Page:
As you’ve probably heard, the Bureau of Economic Analysis came out today with a very bad quarterly GDP number. What may be even more interesting—and worse—is their annual revision of past numbers. According to the release, not only are things not improving at any kind of reasonable pace, conditions have been worse than initially foretold:
Current-dollar GDP was revised down for all 3 years: $77.6 billion, or 0.5 percent, for 2008; $180.0 billion, or 1.3 percent, for 2009; and $133.9 billion, or 0.9 percent, for 2010. The percent change from the preceding year was revised down from an increase of 2.2 percent to an increase of 1.9 percent for 2008; was revised down from a decrease of 1.7 percent to a decrease of 2.5 percent for 2009; and was revised up from an increase of 3.8 percent to an increase of 4.2 percent for 2010. Current-dollar gross national product (GNP) (GDP plus net receipts of income from the rest of the world) was revised down for all 3 years: $82.9 billion, or 0.6 percent, for 2008; $174.1 billion, or 1.2 percent, for 2009; and $132.8 billion, or 0.9 percent, for 2010. […] Current-dollar GDP was also revised down for all 4 years from 2004-2007: $14.5 billion for 2004, $15.4 billion for 2005, $21.7 billion for 2006, and $33.1 billion for 2007. For 2003, GDP was revised up by less than $1 billion. For 2003-2007, the revisions to current-dollar GDP were mainly accounted for by revisions to PCE.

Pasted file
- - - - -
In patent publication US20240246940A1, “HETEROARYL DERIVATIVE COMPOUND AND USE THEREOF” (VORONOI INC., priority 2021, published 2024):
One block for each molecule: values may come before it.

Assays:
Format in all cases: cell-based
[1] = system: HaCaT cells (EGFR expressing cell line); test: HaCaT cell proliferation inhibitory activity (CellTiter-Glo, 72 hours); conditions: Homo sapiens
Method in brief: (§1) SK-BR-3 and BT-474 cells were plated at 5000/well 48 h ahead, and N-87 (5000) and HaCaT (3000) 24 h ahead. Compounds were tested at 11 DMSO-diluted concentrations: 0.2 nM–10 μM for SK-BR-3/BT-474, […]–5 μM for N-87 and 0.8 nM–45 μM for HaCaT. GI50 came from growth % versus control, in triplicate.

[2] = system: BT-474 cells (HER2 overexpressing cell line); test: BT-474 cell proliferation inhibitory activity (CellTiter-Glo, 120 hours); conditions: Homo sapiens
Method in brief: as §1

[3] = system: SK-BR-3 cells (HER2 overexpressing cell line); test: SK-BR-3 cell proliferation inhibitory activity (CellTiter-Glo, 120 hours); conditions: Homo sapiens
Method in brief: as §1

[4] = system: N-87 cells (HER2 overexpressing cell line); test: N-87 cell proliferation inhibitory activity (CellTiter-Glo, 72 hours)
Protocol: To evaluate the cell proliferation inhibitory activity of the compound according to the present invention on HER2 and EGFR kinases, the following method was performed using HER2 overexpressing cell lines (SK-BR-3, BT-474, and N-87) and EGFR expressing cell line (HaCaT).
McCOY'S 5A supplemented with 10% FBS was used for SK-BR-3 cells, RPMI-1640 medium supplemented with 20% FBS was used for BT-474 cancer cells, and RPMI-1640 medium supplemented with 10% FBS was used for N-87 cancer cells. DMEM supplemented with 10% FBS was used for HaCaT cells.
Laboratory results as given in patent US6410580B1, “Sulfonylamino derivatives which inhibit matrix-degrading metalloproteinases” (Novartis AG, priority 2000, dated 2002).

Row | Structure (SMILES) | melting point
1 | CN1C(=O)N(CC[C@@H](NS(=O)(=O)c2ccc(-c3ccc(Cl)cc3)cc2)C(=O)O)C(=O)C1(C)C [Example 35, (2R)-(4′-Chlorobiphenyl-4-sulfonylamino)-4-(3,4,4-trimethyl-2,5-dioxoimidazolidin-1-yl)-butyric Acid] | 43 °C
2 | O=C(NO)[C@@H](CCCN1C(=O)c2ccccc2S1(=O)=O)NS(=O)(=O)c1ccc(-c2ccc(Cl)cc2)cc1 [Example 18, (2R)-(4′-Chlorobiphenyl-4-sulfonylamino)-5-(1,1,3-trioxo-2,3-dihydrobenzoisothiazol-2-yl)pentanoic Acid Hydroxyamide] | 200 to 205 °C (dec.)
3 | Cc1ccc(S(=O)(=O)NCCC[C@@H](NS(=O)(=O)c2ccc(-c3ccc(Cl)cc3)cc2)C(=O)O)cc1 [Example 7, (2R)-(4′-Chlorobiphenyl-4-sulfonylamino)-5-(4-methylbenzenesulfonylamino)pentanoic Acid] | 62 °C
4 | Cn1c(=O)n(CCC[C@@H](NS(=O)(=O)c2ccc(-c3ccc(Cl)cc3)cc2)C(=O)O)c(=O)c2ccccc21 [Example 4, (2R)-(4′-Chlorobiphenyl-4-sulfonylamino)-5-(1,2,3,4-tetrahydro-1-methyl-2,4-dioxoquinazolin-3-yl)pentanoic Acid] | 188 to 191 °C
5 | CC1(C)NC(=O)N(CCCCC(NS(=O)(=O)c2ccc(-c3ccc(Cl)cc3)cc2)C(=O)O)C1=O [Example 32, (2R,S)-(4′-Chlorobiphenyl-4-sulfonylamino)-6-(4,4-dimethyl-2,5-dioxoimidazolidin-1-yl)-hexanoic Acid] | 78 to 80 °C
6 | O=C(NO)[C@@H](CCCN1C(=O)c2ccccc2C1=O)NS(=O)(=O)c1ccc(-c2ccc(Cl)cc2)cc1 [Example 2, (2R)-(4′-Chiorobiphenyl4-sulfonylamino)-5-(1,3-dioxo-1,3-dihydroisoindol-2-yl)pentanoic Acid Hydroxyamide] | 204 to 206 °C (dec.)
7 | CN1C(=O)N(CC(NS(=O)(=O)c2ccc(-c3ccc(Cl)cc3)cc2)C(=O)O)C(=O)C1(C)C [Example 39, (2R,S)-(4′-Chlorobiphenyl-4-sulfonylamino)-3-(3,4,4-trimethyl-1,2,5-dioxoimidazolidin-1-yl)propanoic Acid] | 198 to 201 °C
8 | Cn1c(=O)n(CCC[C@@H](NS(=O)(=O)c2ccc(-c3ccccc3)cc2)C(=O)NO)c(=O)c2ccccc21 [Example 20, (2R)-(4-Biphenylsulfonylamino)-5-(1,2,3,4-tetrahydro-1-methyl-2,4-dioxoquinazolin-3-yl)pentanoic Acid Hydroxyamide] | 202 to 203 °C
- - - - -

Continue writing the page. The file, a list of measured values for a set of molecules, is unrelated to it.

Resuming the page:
Not coincidentally, with the country as a whole producing less than we thought it seems that households also had less money than we thought: “Disposable personal income (DPI) (personal income less personal current taxes) was revised up $71.6 billion, or 0.7 percent, for 2008; was revised down $246.1 billion, or 2.2 percent, for 2009; and was revised down $195.0 billion, or 1.7 percent, for 2010.”